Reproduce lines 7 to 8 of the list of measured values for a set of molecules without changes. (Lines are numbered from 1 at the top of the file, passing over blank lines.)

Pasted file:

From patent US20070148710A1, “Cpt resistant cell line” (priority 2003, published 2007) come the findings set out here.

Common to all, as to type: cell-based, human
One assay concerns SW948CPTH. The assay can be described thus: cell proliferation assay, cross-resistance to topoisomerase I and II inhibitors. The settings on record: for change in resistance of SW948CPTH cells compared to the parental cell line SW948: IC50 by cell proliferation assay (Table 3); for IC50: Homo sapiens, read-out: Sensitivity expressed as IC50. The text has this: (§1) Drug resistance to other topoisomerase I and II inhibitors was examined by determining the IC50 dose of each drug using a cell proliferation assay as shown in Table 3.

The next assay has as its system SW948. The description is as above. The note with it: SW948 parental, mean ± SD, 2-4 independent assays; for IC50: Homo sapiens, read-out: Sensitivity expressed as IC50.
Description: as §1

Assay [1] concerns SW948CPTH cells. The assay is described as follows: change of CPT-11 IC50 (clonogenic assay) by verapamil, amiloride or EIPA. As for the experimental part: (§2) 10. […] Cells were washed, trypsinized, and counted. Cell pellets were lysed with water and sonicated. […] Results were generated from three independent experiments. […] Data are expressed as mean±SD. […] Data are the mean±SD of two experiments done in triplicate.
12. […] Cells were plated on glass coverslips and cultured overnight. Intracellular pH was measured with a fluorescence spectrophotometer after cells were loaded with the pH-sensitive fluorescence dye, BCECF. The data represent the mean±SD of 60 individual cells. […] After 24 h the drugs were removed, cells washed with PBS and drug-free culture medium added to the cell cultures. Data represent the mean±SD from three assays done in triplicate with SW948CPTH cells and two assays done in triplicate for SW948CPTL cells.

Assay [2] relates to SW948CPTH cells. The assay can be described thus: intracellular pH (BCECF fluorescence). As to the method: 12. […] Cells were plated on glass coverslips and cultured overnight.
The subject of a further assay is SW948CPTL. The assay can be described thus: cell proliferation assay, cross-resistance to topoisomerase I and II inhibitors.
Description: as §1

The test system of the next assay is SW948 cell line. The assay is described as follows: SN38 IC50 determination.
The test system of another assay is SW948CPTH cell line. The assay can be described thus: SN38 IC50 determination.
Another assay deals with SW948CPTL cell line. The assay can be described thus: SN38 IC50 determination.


12. […] Cells were plated on glass coverslips and cultured overnight. Intracellular pH was measured with a fluorescence spectrophotometer after cells were loaded with the pH-sensitive fluorescence dye, BCECF. The data represent the mean±SD of 60 individual cells. […] After 24 h the drugs were removed, cells washed with PBS and drug-free culture medium added to the cell cultures. Data represent the mean±SD from three assays done in triplicate with SW948CPTH cells and two assays done in triplicate for SW948CPTL cells.

Assay [2] relates to SW948CPTH cells. The assay can be described thus: intracellular pH (BCECF fluorescence). As to the method: 12. […] Cells were plated on glass coverslips and cultured overnight.